3 Pre-operative hospitalization116139%106.0737.16143.223%
4 Preparation for surgery873%70.0710.4880.562%
5 Surgical intervention1455%479.673519.513999.1879%
6 Surgery closure803%92.3110.85103.162%
7 Post-operative hospitalization125542%144.6640.16184.824%
8 Post-operative assessment351%50.871.1251.991%
9 Discharge722%77.272.3079.582%
Total 2983100%1220.173861.825081.99100%
Table 2. Costs for the different phases of SOC.
Table 2. Costs for the different phases of SOC.
PhaseTiming (in Minutes)Personnel Costs (EUR)Good, Services, Tech and Infrastructural Costs (EUR)Cost Borne by the Patient (EUR)Total Costs (EUR)
First visit
Patient reception20.73 0.02 -0.75
Acquisition of informed consent31.10 0.03 -1.13
Dermatological visit6551.16 58.59 -109.75
Communication to patient and caregiver2032.32 0.11 -32.43
Definition of treatment program *1524.24 67.38 -91.62
Delivery of treatment program *158.10 0.08 -8.18
Total120117.65 126.21 -243.86
Subsequent visits and treatments (each month)
Patient reception20.73 0.02 -0.75
Visit2032.32 0.32 -32.64
Cleansing, curettage and swab2021.56 3.11 -24.67
Wound debridement ****2032.32 8.95 -41.27
Medication **52.70 3.36 -6.06
Treatment and bandages10757.66 241.43 38.72 337.80
Booking next visit31.62 0.02 -1.64
Total176.8148.91 257.21 38.72 444.83
Final phase (in case of ulcer healing)
Last medical visit2032.32 0.11 -32.43
Instruction on braces use105.40 0.05 -5.45
Closing therapy *** 25.00 185.50 210.50
Control visits4064.64 0.43 -65.07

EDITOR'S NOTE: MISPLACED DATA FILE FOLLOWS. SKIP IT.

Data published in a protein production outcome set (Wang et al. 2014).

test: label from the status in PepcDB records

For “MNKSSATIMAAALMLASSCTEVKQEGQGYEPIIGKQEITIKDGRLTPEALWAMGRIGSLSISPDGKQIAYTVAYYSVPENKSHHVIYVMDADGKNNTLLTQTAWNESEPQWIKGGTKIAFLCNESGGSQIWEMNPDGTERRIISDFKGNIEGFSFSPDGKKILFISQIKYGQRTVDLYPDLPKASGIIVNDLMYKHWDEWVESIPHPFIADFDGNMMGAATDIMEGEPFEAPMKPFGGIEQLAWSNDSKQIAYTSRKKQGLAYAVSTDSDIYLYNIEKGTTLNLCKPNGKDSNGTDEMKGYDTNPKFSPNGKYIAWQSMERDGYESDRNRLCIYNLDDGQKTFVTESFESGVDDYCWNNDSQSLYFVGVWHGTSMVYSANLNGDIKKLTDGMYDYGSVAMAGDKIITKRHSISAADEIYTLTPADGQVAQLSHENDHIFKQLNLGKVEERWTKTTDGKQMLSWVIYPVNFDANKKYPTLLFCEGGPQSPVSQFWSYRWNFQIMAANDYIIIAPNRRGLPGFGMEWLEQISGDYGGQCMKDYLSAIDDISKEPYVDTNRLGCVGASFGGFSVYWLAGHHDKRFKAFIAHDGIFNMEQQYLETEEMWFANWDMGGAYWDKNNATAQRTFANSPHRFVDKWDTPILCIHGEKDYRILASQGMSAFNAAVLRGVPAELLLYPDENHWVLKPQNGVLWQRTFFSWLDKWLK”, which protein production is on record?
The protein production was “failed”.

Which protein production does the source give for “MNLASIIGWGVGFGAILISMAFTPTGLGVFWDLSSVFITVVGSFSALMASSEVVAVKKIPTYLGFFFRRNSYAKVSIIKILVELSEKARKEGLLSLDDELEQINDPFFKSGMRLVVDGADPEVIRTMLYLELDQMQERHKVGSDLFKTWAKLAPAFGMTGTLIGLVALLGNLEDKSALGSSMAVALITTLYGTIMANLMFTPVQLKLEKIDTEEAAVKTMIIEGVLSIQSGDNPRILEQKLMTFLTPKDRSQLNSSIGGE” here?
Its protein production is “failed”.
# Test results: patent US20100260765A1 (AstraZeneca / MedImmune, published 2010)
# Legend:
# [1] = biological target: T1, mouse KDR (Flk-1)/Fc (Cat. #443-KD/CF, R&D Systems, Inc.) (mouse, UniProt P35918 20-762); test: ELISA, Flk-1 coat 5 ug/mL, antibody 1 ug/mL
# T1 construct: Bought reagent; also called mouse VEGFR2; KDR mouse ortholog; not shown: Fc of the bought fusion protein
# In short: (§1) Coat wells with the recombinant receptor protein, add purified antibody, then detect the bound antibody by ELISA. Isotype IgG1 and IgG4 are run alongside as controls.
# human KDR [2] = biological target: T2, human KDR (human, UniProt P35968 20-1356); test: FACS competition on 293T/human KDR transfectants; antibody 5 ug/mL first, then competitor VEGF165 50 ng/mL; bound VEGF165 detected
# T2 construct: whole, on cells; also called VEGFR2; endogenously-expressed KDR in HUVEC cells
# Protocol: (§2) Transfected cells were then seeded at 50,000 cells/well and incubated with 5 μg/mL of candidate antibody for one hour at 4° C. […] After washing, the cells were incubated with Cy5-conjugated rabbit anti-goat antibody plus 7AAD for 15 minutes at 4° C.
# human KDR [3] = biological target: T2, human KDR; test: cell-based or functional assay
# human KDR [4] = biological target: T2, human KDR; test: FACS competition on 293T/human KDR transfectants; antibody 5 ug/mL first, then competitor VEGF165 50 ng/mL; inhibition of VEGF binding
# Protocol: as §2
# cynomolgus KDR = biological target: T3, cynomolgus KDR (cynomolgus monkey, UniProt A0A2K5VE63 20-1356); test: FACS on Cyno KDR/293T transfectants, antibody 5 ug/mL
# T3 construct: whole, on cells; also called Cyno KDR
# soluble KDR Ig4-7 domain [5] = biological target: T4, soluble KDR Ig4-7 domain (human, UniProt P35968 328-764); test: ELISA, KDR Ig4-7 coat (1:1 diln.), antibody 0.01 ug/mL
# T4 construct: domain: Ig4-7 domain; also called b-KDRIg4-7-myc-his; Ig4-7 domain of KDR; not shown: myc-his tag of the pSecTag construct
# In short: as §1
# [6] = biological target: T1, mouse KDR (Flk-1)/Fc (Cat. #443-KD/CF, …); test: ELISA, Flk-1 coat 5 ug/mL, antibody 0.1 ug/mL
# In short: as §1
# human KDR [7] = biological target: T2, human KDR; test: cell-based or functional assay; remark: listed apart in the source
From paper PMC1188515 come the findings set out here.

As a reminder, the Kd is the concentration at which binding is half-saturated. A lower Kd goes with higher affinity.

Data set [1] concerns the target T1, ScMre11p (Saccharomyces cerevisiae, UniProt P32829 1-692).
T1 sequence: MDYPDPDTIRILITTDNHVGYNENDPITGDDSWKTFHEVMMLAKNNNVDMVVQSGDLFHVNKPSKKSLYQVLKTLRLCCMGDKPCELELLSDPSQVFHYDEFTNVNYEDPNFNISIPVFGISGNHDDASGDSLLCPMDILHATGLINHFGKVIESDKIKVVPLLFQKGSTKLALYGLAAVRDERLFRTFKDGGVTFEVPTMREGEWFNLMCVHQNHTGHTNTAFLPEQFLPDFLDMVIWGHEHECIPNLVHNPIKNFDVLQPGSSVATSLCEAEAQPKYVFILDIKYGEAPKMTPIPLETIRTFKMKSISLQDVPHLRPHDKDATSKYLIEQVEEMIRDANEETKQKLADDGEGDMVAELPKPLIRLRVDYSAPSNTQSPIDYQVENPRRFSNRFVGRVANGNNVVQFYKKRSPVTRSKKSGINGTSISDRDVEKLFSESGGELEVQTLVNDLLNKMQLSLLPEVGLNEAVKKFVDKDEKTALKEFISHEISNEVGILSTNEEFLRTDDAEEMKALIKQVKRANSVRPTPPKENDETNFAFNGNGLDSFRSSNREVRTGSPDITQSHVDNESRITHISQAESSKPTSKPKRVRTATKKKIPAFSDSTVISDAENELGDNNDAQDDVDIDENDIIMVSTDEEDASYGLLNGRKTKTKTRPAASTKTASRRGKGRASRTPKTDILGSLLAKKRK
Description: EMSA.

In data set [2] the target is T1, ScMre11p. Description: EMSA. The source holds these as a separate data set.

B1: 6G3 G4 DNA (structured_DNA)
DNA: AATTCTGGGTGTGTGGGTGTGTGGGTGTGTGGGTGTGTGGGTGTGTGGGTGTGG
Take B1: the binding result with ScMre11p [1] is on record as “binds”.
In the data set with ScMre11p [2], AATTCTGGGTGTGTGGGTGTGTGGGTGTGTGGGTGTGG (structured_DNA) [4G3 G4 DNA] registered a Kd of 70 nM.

Total70102.36 25.59 185.50 313.45
* The program is defined during the first visit, but its delivery to the patient takes place as soon as the clinical situation is totally clear (e.g., post-consultation among professionals); thus, with a lag of a few days, involving only the nursing component; ** It refers to the wound cleaning; *** refers to the use of antithrombotic drugs and elastic socks used by patient before the last two control visits; **** Frequency: 50% of visits.
Table 3. One-way sensitivity analyses on the ICUR of stenting vs. SOC (hospital perspective, base case ICUR = EUR 10,270/QALY).
Table 3. One-way sensitivity analyses on the ICUR of stenting vs. SOC (hospital perspective, base case ICUR = EUR 10,270/QALY).
ParameterLower LimitBase CaseUpper LimitLower ICUR Limit (EUR)Upper ICUR Limit (EUR)Variation (EUR)
Stenting % ulcers healed0.650.810.97 62,363.85DominantCEA result change
SOC % ulcers healed0.490.610.73 1436.29 33,566.7732,130.48
Utility healed ulcer0.801.001.00 36,040.67 10,270.1825,770.49
Utility active ulcer0.580.730.88 7007.05 19,221.4612,214.41
Cost Stenting4187.205234.006280.80 4489.06 16,051.3011,562.24
Cost FUP—active ulcer (monthly)324.89406.11487.33 13,754.31 6786.056968.26
SOC mean healing time (months)2.403.003.60 11,016.75 9549.951466.80
Utility recurred ulcer0.510.640.77 9787.21 10,803.291016.08
Cost first visit—active ulcer195.09243.86292.63 10,540.74 9999.62541.12
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Rognoni, C.; Furnari, A.; Lugli, M.; Maleti, O.; Greco, A.; Tarricone, R. Time-Driven Activity-Based Costing for Capturing the Complexity of Healthcare Processes: The Case of Deep Vein Thrombosis and Leg Ulcers. Int. J. Environ. Res. Public Health 2023, 20, 5817.

AMA Style

Rognoni C, Furnari A, Lugli M, Maleti O, Greco A, Tarricone R. Time-Driven Activity-Based Costing for Capturing the Complexity of Healthcare Processes: The Case of Deep Vein Thrombosis and Leg Ulcers. International Journal of Environmental Research and Public Health. 2023; 20(10):5817.

Chicago/Turabian Style

Rognoni, Carla, Alessandro Furnari, Marzia Lugli, Oscar Maleti, Alessandro Greco, and Rosanna Tarricone. 2023. "Time-Driven Activity-Based Costing for Capturing the Complexity of Healthcare Processes: The Case of Deep Vein Thrombosis and Leg Ulcers" International Journal of Environmental Research and Public Health 20, no. 10: 5817.